I have to at least try to be calm. For the sake of my keyboard, which is still recovering from how rapidly I typed back at the Batman review. But this is even more dramatic, because there is this huge war inside of my soul over which one I like better. I can’t even talk about it. I cannot even talk about it. The second I lean towards Batman, the image of Catwoman pops up in my head. And if I think for a second how sleek and cool Batman Returns is, all I see is the Joker smashing art to the tune of Prince. It’s not just a case of the two coolest villains in history starring in two different movies. No, there’s a certain grime and mobster grit feel to Batman that gives it its incredibly eerie nature, and I can’t pass that up. And yet, the addition of Christmas, the torrid love affair, and the concept of an underground lair where a team of circus clowns lurk with a mutated penguin boy, well kids, that just blows me away.
The Penguin also manipulates the media! Ya gotta love that. You have to love a little social commentary thrown next to tonight’s serving of superhero. Before I get to Batman, let me talk about Danny DeVito here as the Penguin. Although he is known for playing unfavorable roles, here he is downright unrecognizable. He is so grotesque; before I had watched this eighty thousand times, I was even known to wince when he devours fish. He scurries about, doing his little evil bidding and manipulating Gotham City from the inside out. He makes them turn against their beloved Batman. Holy crap, I forgot there was a penguin army!!! Okay. Okay, sorry, I’m calming down.
Let me try to approach the subject of Catwoman calmly. She is by far the coolest image I can imagine. Not only does she evoke the same tough and strong aura that Batman does, she also has a few pros Batman does not possess. Not saying I’m not devoted to Bruce Wayne, but there are a few Catwoman qualities he can’t pull off. One is that he’s not a lady. And with her little jumpsuit, Catwoman is by far the sexiest icon in American culture. At least by my standards. She is the ultimate of what I want to be. Now, I shouldn’t talk, because I stayed far, far away from Catwoman – The Dirty Movie. But I hate Halle Berry. I really, really do. And I feel bad that more people now think ‘Halle’ as opposed to ‘Michelle’. Because Michelle Pfeiffer is downright incredible, embodying a nerd girl turned Gotham City underground terrorist with a confused heart of gold. Oh man. I’m taking deep breaths but it is just so difficult not to hit ‘shift’ + ‘1’ and have this entire review be six paragraphs of exclamation points.
All anyone talks about these days is Spider-Man being the nerd transformed into hero. Every now and then I feel a little guilty. Because, you see, I love the nerds, and I’d rather be on their side. Yet I’m always rooting for the smooth and sturdy bat, and sometimes I feel a little guilty. I feel like I should push up my taped-together glasses, snort and say “Go Spidey!”. But I just love the Bat for unexplainable reasons. And now I realize, Selina Kyle, at least in Batman Returns, is by far a nerd. And she is more my type of nerd. She’s awkward, she has messy curly hair, she works as a secretary and doesn’t get enough respect. Guys, she’s me. She’s really me. And then after being betrayed for the umpteenth time, she gets to turn into a dangerous and beautiful vixen, and also gets to kiss Batman! I’ve finally figured out this problem that has plagued me, about how I am most certainly a nerdy girl and yet I root for Batman over Spider-Man. It’s Catwoman. It’s Selina Kyle. I am Selina Kyle.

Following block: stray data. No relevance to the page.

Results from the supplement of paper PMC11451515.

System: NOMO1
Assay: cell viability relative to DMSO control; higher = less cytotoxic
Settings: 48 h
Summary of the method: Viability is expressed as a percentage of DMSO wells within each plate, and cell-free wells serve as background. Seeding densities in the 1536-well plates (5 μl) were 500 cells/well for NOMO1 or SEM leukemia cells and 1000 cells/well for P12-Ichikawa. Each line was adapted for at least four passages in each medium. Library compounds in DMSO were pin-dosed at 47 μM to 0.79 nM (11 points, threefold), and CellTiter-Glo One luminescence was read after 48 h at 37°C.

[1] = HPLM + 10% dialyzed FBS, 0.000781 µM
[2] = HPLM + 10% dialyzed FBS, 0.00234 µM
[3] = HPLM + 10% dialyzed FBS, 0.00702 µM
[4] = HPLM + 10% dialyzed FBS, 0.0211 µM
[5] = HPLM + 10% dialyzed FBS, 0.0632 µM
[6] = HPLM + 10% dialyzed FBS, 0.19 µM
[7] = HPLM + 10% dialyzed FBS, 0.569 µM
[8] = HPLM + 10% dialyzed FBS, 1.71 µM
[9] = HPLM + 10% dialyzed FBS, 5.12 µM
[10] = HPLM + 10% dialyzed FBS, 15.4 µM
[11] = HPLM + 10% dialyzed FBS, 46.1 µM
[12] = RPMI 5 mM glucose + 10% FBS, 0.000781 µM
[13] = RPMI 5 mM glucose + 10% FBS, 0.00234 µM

Ya know, if I hadn’t written this review, I might have never know this about myself. I wonder if every mutant has a moment like this…
Hey, it’s just cool.. It’s the epitome of all cool. It’s sleek, it’s crazy, it’s funny and it’s great. The entire movie would be great, even if it wasn’t about Batman. I mean, the acting, the cinematography, the directing, the set, it would all piece together to something amazing, even if it just so happened that this movie wasn’t about my favorite cultural icon. Now, that really says something. It’s just the most fun you can have sitting down and watching a movie.
Courtney’s rating: With all these threats of a polar icecap meltdown, I wouldn’t really be surprised if armies of penguins started blowing us up.
Courtney’s review: Okay, I need to come clean about something. I prefer the Burton/Keaton Batman over the Nolan/Bale Batman. I understand why the new films are so much more popular. And yeah, Heath Ledger is pretty much the best Joker on the planet. But everyone seems to think Batman Begins and especially The Dark Knight are perfect, and I can’t help but wonder why I seem to be alone in my penchant for the ’89-’92 flicks. Nolan’s Batman franchise is more realistic and relatable and human and blah, blah, blah, but I don’t care about any of that. When I see a superhero film, I want 2 hours of pure fun, not 3 hours of depressing. I want snappy banter, not overly profound monologues. And, damn it, I want my love interests to be 3-dimensional characters I can actually care about, not underdeveloped plot devices!